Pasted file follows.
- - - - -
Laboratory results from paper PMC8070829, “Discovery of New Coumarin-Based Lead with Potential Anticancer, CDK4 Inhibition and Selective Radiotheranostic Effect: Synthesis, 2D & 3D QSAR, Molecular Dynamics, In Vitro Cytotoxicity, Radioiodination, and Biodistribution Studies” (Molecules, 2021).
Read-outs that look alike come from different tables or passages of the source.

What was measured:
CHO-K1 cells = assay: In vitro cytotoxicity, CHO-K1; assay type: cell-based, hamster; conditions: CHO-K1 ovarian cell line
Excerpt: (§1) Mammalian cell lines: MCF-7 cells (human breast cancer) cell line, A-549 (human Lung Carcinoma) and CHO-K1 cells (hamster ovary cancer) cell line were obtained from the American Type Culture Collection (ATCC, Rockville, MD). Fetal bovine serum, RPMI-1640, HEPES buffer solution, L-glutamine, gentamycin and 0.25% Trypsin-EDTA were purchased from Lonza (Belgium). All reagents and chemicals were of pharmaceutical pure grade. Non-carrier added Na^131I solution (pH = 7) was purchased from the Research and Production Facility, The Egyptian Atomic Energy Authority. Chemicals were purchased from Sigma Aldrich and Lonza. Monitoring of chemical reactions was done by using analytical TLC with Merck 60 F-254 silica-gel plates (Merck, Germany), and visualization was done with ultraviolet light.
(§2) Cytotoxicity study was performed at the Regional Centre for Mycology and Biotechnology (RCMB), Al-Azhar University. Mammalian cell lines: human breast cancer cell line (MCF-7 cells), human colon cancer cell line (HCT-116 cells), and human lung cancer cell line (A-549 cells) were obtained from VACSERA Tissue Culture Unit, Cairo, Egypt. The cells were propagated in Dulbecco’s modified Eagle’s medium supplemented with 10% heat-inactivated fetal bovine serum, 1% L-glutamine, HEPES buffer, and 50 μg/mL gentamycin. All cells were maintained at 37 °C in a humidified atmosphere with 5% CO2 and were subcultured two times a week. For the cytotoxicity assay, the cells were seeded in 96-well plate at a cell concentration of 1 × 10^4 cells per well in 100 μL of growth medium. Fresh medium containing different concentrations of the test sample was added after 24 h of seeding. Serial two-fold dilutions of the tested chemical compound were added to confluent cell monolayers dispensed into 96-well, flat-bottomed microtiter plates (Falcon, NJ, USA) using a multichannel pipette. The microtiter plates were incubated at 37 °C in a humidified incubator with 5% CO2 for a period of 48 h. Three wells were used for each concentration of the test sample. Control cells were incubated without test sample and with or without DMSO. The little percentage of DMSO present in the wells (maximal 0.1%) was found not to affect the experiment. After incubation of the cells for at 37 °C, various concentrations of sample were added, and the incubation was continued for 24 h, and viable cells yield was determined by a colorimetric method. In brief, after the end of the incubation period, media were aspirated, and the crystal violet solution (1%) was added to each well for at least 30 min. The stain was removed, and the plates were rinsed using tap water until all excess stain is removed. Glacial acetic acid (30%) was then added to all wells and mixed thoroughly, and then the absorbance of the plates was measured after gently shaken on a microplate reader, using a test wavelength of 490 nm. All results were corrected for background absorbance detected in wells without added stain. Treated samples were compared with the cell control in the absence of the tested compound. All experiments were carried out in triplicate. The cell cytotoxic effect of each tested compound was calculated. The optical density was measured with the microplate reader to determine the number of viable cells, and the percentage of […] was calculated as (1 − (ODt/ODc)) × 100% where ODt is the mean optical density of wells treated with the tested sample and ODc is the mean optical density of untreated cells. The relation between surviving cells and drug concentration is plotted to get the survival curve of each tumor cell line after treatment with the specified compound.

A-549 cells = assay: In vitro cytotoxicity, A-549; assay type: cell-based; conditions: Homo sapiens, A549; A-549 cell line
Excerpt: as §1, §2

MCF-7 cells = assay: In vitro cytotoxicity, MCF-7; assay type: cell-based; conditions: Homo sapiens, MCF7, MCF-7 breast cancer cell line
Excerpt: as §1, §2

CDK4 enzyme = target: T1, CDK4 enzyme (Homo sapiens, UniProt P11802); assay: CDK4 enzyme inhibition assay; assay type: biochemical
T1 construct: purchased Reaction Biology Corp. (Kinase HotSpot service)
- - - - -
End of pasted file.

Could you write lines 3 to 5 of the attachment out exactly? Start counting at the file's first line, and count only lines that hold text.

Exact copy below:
What was measured:
CHO-K1 cells = assay: In vitro cytotoxicity, CHO-K1; assay type: cell-based, hamster; conditions: CHO-K1 ovarian cell line
Excerpt: (§1) Mammalian cell lines: MCF-7 cells (human breast cancer) cell line, A-549 (human Lung Carcinoma) and CHO-K1 cells (hamster ovary cancer) cell line were obtained from the American Type Culture Collection (ATCC, Rockville, MD). Fetal bovine serum, RPMI-1640, HEPES buffer solution, L-glutamine, gentamycin and 0.25% Trypsin-EDTA were purchased from Lonza (Belgium). All reagents and chemicals were of pharmaceutical pure grade. Non-carrier added Na^131I solution (pH = 7) was purchased from the Research and Production Facility, The Egyptian Atomic Energy Authority. Chemicals were purchased from Sigma Aldrich and Lonza. Monitoring of chemical reactions was done by using analytical TLC with Merck 60 F-254 silica-gel plates (Merck, Germany), and visualization was done with ultraviolet light.